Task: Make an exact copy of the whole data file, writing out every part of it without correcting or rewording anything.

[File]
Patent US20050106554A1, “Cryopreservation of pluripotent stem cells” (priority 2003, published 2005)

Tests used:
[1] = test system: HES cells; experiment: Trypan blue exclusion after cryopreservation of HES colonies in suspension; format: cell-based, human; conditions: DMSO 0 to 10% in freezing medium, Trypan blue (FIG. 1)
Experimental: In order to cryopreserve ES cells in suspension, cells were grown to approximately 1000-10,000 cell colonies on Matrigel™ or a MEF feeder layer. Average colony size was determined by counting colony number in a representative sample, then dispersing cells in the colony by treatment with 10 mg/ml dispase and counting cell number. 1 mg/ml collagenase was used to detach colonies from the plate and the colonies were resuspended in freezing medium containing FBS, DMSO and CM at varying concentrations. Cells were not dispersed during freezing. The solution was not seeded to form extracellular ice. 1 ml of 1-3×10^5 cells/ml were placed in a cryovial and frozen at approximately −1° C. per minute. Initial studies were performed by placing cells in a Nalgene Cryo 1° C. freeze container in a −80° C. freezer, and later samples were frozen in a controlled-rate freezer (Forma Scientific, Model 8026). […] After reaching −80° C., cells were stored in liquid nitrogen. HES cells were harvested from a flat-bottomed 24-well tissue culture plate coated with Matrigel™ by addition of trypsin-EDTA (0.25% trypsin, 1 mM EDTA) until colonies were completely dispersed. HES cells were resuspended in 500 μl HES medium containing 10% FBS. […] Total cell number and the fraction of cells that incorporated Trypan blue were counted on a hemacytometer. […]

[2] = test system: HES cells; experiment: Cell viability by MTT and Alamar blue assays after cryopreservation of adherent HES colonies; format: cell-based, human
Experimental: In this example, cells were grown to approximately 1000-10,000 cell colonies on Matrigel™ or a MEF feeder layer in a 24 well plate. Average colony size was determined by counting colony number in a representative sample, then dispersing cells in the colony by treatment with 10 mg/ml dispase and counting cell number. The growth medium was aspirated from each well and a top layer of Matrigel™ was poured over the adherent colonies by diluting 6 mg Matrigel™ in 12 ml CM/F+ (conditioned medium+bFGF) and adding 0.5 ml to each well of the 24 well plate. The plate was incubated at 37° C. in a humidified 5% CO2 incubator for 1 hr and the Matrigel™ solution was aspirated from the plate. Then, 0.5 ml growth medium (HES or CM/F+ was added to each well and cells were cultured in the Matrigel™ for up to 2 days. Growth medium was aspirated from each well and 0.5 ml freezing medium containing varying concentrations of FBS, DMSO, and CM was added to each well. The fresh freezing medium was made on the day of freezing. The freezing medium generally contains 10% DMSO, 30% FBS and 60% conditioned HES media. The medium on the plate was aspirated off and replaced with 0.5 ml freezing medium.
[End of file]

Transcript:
Patent US20050106554A1, “Cryopreservation of pluripotent stem cells” (priority 2003, published 2005)

Tests used:
[1] = test system: HES cells; experiment: Trypan blue exclusion after cryopreservation of HES colonies in suspension; format: cell-based, human; conditions: DMSO 0 to 10% in freezing medium, Trypan blue (FIG. 1)
Experimental: In order to cryopreserve ES cells in suspension, cells were grown to approximately 1000-10,000 cell colonies on Matrigel™ or a MEF feeder layer. Average colony size was determined by counting colony number in a representative sample, then dispersing cells in the colony by treatment with 10 mg/ml dispase and counting cell number. 1 mg/ml collagenase was used to detach colonies from the plate and the colonies were resuspended in freezing medium containing FBS, DMSO and CM at varying concentrations. Cells were not dispersed during freezing. The solution was not seeded to form extracellular ice. 1 ml of 1-3×10^5 cells/ml were placed in a cryovial and frozen at approximately −1° C. per minute. Initial studies were performed by placing cells in a Nalgene Cryo 1° C. freeze container in a −80° C. freezer, and later samples were frozen in a controlled-rate freezer (Forma Scientific, Model 8026). […] After reaching −80° C., cells were stored in liquid nitrogen. HES cells were harvested from a flat-bottomed 24-well tissue culture plate coated with Matrigel™ by addition of trypsin-EDTA (0.25% trypsin, 1 mM EDTA) until colonies were completely dispersed. HES cells were resuspended in 500 μl HES medium containing 10% FBS. […] Total cell number and the fraction of cells that incorporated Trypan blue were counted on a hemacytometer. […]

[2] = test system: HES cells; experiment: Cell viability by MTT and Alamar blue assays after cryopreservation of adherent HES colonies; format: cell-based, human
Experimental: In this example, cells were grown to approximately 1000-10,000 cell colonies on Matrigel™ or a MEF feeder layer in a 24 well plate. Average colony size was determined by counting colony number in a representative sample, then dispersing cells in the colony by treatment with 10 mg/ml dispase and counting cell number. The growth medium was aspirated from each well and a top layer of Matrigel™ was poured over the adherent colonies by diluting 6 mg Matrigel™ in 12 ml CM/F+ (conditioned medium+bFGF) and adding 0.5 ml to each well of the 24 well plate. The plate was incubated at 37° C. in a humidified 5% CO2 incubator for 1 hr and the Matrigel™ solution was aspirated from the plate. Then, 0.5 ml growth medium (HES or CM/F+ was added to each well and cells were cultured in the Matrigel™ for up to 2 days. Growth medium was aspirated from each well and 0.5 ml freezing medium containing varying concentrations of FBS, DMSO, and CM was added to each well. The fresh freezing medium was made on the day of freezing. The freezing medium generally contains 10% DMSO, 30% FBS and 60% conditioned HES media. The medium on the plate was aspirated off and replaced with 0.5 ml freezing medium.